It was in the evening that eighteen-year-old Octavius, studying at Apollonia in Epirus, received the news from Italy that his great-uncle had been slain in the Senate House at Rome. That first message he received was brief, and failed to tell him how Caesar had been killed, or by whom, or why. He was simply informed that Caesar had been killed by those who were closest to him.¹
Very shortly after, centurions serving with the six legions encamped in Macedonia, north of Epirus, came riding into Apollonia. These legion officers, who had frequently visited Octavius over the past six months because of his family connection with Caesar, also had heard that the Dictator had fallen. They came to vow their allegiance to Octavius, and urged him to accept their services and those of their men, and to return to Macedonia with them for safety’s sake.
Two of Octavius’s friends were studying with him at Apollonia. One was nineteen-year-old Marcus Vipsanius Agrippa, a bright young man of obscure background. The other, Quintus Salvidienus Rufus, while a young member of the Equestrian Order, had no ancestors of note of whom he could boast. Octavius, Suetonius was to observe, chose his friends for their loyalty rather than their connections, and was in turn staunchly loyal to them. Both Agrippa and Salvidienus now strongly advised Octavius to accept the centurions’ offer.²
But Octavius preferred to wait for more details of what had taken place at Rome before he took any step that might rebound against him. “He felt fearful, and wondered whether the deed [Caesar’s murder] had the support of the whole Senate,” Appian would write, suggesting that Octavius was aware of Caesar’s broad underlying unpopularity with Rome’s leading men. Equally, Octavius worried “whether the ordinary people were pleased” with Caesar’s death.³ Likewise, Octavius seems to have been aware that Caesar had lost his popularity with the ordinary people. If it proved to be the case that both the Senate and the man in the street supported Caesar’s murder, Octavius knew that since he was a relative of Caesar, his own life could well be in danger.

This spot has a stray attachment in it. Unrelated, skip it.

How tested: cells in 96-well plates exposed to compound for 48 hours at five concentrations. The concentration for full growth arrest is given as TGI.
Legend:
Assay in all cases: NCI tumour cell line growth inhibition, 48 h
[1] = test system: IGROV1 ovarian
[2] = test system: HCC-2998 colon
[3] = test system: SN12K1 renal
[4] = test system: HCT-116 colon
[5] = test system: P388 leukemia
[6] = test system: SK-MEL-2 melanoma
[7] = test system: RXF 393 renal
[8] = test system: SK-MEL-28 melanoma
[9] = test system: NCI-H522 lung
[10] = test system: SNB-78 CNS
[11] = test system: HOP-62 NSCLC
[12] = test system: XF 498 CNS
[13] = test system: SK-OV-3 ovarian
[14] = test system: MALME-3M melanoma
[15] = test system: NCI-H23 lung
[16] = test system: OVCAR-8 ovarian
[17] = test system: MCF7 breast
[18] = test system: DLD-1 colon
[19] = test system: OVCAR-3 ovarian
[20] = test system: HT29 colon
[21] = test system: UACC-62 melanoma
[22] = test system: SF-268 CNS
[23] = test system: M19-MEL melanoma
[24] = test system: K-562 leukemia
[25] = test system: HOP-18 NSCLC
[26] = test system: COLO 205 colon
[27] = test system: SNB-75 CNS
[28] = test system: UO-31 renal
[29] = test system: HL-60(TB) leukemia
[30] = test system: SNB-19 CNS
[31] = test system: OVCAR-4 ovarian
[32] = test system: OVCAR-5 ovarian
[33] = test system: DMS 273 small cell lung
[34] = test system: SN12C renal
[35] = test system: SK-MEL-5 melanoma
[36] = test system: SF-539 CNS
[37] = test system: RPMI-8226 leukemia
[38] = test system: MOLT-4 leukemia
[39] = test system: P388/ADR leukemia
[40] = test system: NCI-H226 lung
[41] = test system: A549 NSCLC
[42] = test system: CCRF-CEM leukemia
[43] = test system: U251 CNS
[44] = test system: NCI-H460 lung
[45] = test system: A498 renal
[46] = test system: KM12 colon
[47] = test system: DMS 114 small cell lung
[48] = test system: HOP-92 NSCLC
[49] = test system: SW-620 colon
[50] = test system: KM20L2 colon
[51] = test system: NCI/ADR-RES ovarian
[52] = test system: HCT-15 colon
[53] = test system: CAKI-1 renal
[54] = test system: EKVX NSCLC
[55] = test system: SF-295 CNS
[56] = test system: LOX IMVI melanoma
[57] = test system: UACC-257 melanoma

The next communication came in a brief letter from Octavius’s mother, Atia, and stepfather, Lucius Marcius Philippus, at Rome. This told him no more about the assassination than he already knew, and failed to inform him that Caesar had made him his principal heir in his will; their letter seems to have been written prior to the contents of Caesar’s will being made public on March 19. In this letter, Octavius’s mother and stepfather counseled him to “choose the less dangerous course of behaving more like a private person” than a relative of Caesar, and urged him to “come quickly and circumspectly to them at Rome.”⁴
Accompanied by Agrippa and Salvidienus, Octavius immediately set off north, to hire a boat and cross the Strait of Otranto to Italy.⁵